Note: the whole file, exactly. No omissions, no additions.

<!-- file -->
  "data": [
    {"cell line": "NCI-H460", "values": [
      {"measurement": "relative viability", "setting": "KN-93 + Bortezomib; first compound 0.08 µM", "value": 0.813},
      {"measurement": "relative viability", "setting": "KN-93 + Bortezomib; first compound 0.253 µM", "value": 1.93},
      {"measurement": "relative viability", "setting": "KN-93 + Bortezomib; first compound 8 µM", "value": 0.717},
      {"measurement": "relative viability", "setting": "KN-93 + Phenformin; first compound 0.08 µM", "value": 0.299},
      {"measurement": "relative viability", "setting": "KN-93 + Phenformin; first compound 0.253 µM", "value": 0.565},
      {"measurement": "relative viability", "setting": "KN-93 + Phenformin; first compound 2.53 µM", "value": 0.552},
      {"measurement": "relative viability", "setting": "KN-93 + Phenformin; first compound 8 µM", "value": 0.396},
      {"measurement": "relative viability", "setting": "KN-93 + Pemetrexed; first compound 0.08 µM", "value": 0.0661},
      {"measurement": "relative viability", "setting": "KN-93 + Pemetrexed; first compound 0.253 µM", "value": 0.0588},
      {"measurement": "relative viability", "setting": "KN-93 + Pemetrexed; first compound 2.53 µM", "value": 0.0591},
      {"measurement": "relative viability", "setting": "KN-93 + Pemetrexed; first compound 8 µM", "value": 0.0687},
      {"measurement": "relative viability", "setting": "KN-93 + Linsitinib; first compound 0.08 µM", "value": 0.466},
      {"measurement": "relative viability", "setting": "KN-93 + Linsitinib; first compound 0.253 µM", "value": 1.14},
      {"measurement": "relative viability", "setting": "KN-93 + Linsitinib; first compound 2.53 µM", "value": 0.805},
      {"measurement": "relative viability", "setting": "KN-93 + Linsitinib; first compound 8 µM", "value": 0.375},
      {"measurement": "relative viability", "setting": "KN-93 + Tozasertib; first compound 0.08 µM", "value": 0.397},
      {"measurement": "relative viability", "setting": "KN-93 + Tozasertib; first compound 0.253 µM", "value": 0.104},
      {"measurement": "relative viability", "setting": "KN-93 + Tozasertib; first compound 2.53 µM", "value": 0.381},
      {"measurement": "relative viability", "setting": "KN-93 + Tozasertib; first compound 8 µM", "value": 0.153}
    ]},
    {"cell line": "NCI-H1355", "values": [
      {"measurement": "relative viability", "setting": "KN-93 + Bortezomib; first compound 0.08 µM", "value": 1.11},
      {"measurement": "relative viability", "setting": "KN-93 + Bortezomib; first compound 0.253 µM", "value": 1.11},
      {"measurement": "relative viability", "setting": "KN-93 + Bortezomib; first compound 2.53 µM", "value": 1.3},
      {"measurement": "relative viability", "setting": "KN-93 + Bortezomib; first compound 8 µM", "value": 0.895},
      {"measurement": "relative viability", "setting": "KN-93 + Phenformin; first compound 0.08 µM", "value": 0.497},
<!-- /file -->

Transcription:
  "data": [
    {"cell line": "NCI-H460", "values": [
      {"measurement": "relative viability", "setting": "KN-93 + Bortezomib; first compound 0.08 µM", "value": 0.813},
      {"measurement": "relative viability", "setting": "KN-93 + Bortezomib; first compound 0.253 µM", "value": 1.93},
      {"measurement": "relative viability", "setting": "KN-93 + Bortezomib; first compound 8 µM", "value": 0.717},
      {"measurement": "relative viability", "setting": "KN-93 + Phenformin; first compound 0.08 µM", "value": 0.299},
      {"measurement": "relative viability", "setting": "KN-93 + Phenformin; first compound 0.253 µM", "value": 0.565},
      {"measurement": "relative viability", "setting": "KN-93 + Phenformin; first compound 2.53 µM", "value": 0.552},
      {"measurement": "relative viability", "setting": "KN-93 + Phenformin; first compound 8 µM", "value": 0.396},
      {"measurement": "relative viability", "setting": "KN-93 + Pemetrexed; first compound 0.08 µM", "value": 0.0661},
      {"measurement": "relative viability", "setting": "KN-93 + Pemetrexed; first compound 0.253 µM", "value": 0.0588},
      {"measurement": "relative viability", "setting": "KN-93 + Pemetrexed; first compound 2.53 µM", "value": 0.0591},
      {"measurement": "relative viability", "setting": "KN-93 + Pemetrexed; first compound 8 µM", "value": 0.0687},
      {"measurement": "relative viability", "setting": "KN-93 + Linsitinib; first compound 0.08 µM", "value": 0.466},
      {"measurement": "relative viability", "setting": "KN-93 + Linsitinib; first compound 0.253 µM", "value": 1.14},
      {"measurement": "relative viability", "setting": "KN-93 + Linsitinib; first compound 2.53 µM", "value": 0.805},
      {"measurement": "relative viability", "setting": "KN-93 + Linsitinib; first compound 8 µM", "value": 0.375},
      {"measurement": "relative viability", "setting": "KN-93 + Tozasertib; first compound 0.08 µM", "value": 0.397},
      {"measurement": "relative viability", "setting": "KN-93 + Tozasertib; first compound 0.253 µM", "value": 0.104},
      {"measurement": "relative viability", "setting": "KN-93 + Tozasertib; first compound 2.53 µM", "value": 0.381},
      {"measurement": "relative viability", "setting": "KN-93 + Tozasertib; first compound 8 µM", "value": 0.153}
    ]},
    {"cell line": "NCI-H1355", "values": [
      {"measurement": "relative viability", "setting": "KN-93 + Bortezomib; first compound 0.08 µM", "value": 1.11},
      {"measurement": "relative viability", "setting": "KN-93 + Bortezomib; first compound 0.253 µM", "value": 1.11},
      {"measurement": "relative viability", "setting": "KN-93 + Bortezomib; first compound 2.53 µM", "value": 1.3},
      {"measurement": "relative viability", "setting": "KN-93 + Bortezomib; first compound 8 µM", "value": 0.895},
      {"measurement": "relative viability", "setting": "KN-93 + Phenformin; first compound 0.08 µM", "value": 0.497},